This writing style features short, almost staccato sentences and outlines rather than long descriptions to tell the story. Some readers would like more details, but crime fiction fans who like this style swear by it as a way to convey a story.
Another style that’s sometimes used to tell a good crime fiction story is what I’ll call the dialogue-driven style. We learn what’s going on through what people say to each other rather than through long descriptions. This style is an effective for authors to “show not tell,” and many readers like the way it moves the action along. Agatha Christie’s novels, for instance, often feature a dialogue-driven story. Here, for instance, is a snippet from Christie’s Hallowe’en Party:
“A murder. After the snapdragon, everyone went home,’ said Mrs. Oliver. “That, you see, was when they couldn’t find her.’
‘A girl. A girl called Joyce. Everyone called her name and looked around and asked if she’d gone home with anyone else, and her mother got rather annoyed and said that Joyce must have felt tired or ill or something and gone off by herself, and that it was very thoughtless of her not to leave word. All the sort of things that mothers say when things like that happen. But anyway, we couldn’t find Joyce.’
‘And had she gone home by herself?/
‘No,’ said Mrs. Oliver, ‘she hadn’t gone home…’ Her voice faltered. ‘We found her in the end – in the library-…’”
Dialogue-driven stories can carry the reader along without interrupting the story. However, they don’t always allow for strong character development unless the author is talented at conveying character through dialogue.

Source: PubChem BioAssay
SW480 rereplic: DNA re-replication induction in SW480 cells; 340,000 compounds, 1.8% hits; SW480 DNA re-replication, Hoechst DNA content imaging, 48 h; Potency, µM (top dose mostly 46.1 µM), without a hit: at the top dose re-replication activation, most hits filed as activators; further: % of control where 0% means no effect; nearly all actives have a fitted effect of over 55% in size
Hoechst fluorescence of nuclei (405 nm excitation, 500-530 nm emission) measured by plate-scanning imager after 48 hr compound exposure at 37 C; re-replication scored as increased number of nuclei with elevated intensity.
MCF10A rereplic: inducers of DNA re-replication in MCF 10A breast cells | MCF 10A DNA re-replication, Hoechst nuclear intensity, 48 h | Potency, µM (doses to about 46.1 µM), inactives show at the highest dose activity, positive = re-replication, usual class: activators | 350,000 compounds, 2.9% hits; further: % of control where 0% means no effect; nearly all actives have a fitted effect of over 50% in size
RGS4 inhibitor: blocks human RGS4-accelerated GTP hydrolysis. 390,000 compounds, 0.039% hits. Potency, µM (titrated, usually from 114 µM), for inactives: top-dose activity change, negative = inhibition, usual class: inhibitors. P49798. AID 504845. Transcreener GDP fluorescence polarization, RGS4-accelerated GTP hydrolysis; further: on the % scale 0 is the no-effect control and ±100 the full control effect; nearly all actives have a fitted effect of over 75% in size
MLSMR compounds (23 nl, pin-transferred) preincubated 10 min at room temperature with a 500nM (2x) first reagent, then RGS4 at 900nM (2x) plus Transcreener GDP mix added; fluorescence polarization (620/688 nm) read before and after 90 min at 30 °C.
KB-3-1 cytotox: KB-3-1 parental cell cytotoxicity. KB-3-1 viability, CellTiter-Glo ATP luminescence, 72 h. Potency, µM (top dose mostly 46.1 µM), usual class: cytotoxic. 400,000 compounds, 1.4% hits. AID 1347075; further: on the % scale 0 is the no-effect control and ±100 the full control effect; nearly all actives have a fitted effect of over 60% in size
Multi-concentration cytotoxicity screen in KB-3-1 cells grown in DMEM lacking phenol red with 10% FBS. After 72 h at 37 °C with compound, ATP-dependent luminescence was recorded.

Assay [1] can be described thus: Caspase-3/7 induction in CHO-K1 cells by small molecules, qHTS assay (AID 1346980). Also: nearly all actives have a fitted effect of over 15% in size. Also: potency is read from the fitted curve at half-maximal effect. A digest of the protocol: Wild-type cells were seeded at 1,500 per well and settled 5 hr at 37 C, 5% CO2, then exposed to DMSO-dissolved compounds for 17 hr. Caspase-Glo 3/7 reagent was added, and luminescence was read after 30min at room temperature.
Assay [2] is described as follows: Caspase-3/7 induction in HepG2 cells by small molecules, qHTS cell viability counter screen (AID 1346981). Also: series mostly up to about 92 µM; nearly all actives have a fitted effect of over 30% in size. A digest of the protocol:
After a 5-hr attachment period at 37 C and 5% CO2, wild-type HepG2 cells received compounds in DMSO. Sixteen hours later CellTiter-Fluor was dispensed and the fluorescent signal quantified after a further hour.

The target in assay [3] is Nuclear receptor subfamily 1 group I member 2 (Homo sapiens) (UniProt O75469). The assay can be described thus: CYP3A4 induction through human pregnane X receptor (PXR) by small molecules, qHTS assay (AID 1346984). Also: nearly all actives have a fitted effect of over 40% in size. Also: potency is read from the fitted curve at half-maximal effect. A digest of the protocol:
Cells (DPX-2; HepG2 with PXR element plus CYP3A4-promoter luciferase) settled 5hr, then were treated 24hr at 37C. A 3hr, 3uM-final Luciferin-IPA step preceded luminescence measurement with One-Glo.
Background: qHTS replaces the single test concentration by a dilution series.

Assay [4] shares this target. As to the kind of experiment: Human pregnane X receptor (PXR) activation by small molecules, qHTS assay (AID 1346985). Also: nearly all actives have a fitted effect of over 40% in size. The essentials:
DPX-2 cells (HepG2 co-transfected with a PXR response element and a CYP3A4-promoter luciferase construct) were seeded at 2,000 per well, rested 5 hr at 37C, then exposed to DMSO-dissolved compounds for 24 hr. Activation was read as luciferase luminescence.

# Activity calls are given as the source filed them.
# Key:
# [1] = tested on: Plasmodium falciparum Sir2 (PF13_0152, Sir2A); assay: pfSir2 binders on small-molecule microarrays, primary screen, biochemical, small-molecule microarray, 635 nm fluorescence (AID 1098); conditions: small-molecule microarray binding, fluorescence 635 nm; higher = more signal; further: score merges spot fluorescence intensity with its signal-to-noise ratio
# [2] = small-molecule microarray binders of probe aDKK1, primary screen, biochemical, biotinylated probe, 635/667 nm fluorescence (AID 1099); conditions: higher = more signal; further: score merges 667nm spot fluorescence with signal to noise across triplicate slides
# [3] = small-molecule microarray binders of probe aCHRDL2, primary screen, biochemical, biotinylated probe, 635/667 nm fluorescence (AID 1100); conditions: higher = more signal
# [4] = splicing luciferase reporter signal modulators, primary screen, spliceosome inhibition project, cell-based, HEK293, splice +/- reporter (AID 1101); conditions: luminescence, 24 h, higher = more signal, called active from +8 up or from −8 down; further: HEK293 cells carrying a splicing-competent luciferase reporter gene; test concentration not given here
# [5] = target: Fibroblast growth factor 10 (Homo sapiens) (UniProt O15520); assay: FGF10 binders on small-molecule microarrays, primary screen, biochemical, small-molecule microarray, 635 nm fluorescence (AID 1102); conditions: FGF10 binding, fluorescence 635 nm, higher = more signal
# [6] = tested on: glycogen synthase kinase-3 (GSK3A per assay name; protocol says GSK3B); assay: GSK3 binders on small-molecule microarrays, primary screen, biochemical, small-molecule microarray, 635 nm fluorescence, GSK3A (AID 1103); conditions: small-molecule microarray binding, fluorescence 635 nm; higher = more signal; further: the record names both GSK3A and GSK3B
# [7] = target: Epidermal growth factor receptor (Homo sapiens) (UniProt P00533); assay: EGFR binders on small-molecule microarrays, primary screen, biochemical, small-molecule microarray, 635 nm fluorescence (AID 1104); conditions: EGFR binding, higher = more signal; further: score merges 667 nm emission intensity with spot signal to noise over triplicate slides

And then there are authors who choose a dry, sarcastic or comic style of writing. Fans of this style like the way that it allows the author to tell a sometimes very bleak, sad story without leaving the reader depressed. The “light touch” can also move a story along at a quick pace. Marshall Karp uses this style; here, for instance, is a bit from his Bloodthirsty:
“If you’re looking to get rich, being a cop is not the way to go. Especially the honest variety.
Last year, I made ninety-three grand working homicide for LAPD. My partner, Terry Biggs, who is one pay grade lower, managed to make eighty-eight with overtime. Not bad money. Except that my plumber cleared one-fifty. And he didn’t get shot at. Of course, I don’t have to snake toilets. Life is full of trade-offs.”
Carl Hiaasen’s writing style also uses humour to carry the story along. It’s a slightly different kind of humour, but it’s nonetheless very effective at keeping readers engaged. Here’s a peek at Skinny Dip:
“…Joey had found herself looking forward to visiting the ship’s ‘private unspoiled island,’ as it had been touted in the brochure. Yet this, too, proved dispiriting. The cruise line had mendaciously renamed the place Rapture Key while making only a minimal effort at restoration. Roosters, goats and feral hogs were the predominant fauna, having outlasted the smuggler who had been raising them for banquet fare. The island’s sugar-dough flats were pocked with hulks of sunken drug planes, and the only shells to be found along the tree-shorn beach were of the 45-caliber variety.”
Of course, there are other writing styles that are very effective at drawing readers into a story, keeping them engaged, and adding layers of interest. I’ve only had space to mention a few. And some authors use what you might call a combination of styles. Which writing styles appeal most to you? Is there a writing style that puts you off? If you’re a writer, what kind of writing style do you find most comfortable?
*NOTE: The title of this post is a line from the Beach Boys’ California Girls.